The United Kingdom is not ready to exit the European Union by the Mar. 29 deadline, Scottish First Minister Nicola Sturgeon said in a speech at Georgetown University Feb. 4. The United Kingdom needs to request an extension of the deadline, Sturgeon said, to make time for a new Brexit referendum to override the Parliamentary gridlock.
Sturgeon advised that the United Kingdom should at least reconsider the close European partnerships that were previously ruled out in 2016: partnerships inclusive of membership in the customs union and single market, which she said are essential to the long term health of the Scottish economy. According to Sturgeon, without continued migration to Scotland from the rest of Europe, a shrinking working-age population will struggle to support the expanding elderly one.
“By impeding free trade in order to end freedom of movement, the U.K. is in the bizarre, absurd position of doing something that will harm the U.K. and Scotland in order to do something else that will harm the U.K. and Scotland,” she said.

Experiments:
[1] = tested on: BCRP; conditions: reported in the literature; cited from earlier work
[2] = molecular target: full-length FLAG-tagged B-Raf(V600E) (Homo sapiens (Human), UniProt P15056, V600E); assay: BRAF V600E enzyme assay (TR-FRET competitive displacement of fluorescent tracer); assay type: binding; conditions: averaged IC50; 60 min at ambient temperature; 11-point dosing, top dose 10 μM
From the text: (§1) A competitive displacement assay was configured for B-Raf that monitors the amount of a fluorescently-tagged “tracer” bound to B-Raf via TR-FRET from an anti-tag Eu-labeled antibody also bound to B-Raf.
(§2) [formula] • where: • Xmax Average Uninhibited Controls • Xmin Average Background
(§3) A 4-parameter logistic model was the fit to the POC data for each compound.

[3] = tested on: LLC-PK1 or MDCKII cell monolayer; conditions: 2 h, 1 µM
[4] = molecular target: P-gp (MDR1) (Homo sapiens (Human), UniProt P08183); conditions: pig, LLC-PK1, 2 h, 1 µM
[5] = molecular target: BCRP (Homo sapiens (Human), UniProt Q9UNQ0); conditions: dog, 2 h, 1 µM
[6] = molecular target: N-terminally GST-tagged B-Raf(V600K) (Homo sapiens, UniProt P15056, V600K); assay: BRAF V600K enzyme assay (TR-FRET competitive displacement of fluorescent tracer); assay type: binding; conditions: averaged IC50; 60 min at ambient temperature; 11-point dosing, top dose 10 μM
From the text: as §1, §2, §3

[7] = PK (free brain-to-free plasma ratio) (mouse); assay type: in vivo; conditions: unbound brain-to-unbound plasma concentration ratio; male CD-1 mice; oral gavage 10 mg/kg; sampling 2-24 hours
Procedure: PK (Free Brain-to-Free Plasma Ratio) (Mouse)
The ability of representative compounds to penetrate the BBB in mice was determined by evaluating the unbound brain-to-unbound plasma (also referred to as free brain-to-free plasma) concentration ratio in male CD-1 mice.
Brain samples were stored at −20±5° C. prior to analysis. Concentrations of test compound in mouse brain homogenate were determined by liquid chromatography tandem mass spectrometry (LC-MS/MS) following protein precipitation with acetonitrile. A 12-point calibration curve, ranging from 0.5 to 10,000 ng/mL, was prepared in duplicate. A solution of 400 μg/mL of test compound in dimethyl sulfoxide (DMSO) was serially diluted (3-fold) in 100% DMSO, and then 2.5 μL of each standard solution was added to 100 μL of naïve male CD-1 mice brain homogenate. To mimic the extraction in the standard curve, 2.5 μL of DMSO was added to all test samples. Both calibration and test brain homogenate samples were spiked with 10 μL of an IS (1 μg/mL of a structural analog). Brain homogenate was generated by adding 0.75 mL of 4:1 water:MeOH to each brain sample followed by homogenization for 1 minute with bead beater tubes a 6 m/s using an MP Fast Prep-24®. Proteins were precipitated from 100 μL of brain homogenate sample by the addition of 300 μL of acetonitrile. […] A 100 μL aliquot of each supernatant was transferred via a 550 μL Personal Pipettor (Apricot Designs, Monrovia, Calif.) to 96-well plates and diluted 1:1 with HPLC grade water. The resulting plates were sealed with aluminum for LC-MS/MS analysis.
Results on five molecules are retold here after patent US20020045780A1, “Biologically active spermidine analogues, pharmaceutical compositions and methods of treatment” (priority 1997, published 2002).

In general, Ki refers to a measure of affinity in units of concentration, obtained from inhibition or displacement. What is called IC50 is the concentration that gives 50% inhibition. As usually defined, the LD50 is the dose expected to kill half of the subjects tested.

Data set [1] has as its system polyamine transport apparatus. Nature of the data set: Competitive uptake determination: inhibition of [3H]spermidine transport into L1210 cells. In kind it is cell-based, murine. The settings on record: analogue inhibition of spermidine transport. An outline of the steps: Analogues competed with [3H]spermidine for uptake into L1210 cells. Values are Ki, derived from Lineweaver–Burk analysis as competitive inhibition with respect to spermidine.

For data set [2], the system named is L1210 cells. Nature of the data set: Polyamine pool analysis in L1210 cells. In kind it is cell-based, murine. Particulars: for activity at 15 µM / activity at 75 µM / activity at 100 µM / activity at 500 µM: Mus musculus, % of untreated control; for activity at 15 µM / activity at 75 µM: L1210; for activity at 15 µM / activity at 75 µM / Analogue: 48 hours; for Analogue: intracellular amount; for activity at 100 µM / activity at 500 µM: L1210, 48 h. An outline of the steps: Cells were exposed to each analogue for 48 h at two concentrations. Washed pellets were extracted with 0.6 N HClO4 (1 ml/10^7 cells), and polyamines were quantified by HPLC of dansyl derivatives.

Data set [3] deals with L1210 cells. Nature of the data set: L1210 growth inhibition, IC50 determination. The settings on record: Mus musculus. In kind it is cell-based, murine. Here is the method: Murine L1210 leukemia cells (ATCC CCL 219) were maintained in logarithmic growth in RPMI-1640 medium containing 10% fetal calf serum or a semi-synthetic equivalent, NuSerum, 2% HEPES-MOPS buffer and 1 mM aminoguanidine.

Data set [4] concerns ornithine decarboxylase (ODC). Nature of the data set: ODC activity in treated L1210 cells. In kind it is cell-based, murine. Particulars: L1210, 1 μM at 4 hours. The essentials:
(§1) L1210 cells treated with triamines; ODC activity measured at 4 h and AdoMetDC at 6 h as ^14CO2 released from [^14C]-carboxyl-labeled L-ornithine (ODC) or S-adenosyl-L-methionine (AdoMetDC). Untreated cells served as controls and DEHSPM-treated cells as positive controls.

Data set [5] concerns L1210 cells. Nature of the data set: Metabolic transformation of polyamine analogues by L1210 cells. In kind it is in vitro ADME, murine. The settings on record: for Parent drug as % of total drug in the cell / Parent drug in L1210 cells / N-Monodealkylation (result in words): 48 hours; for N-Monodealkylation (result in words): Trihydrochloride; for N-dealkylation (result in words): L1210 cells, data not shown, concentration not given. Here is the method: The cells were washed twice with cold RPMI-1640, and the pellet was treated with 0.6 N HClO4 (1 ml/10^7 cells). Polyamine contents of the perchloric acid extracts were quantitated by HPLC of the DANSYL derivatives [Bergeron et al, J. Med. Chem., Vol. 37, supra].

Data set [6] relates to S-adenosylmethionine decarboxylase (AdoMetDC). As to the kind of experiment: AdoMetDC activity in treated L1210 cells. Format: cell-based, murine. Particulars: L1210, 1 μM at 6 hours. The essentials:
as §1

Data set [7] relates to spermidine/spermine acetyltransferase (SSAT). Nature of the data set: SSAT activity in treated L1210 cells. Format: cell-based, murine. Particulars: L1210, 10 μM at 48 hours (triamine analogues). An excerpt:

In the 2016 Brexit referendum, the majority of Scots voted to remain in the European Union, contrary to the narrow victory of Brexit in the rest of the Kingdom. Two years prior, the Scottish people voted in a different referendum on whether Scotland would remain in the United Kingdom.
The motion for independence failed, but the decision, Sturgeon said, was based on critically flawed reasoning.
“Voting to stay in the U.K. was portrayed as our way to protect European Union membership,” she said. “And that in itself raises the question of whether decisions about Scotland should continue to be taken at Westminster, or if it would be better if those decisions were to be taken in Scotland, by our own democratically elected parliament.”
Sturgeon also said that she plans, within the next few weeks, to motion for a new referendum on Scottish independence.
Her visit to Georgetown was part of a larger tour around the United States and Canada, which itself is part of a larger effort to promote Scottish interests on an international scale.
Georgetown hosted Sturgeon as a part of a week-long event through the Georgetown Institute for Women, Peace and Security. The event also featured Amat Alsoswa, Yemen’s first Minister for Human Rights and first female cabinet member, on Feb. 8.
Image Credits: Emily Jaster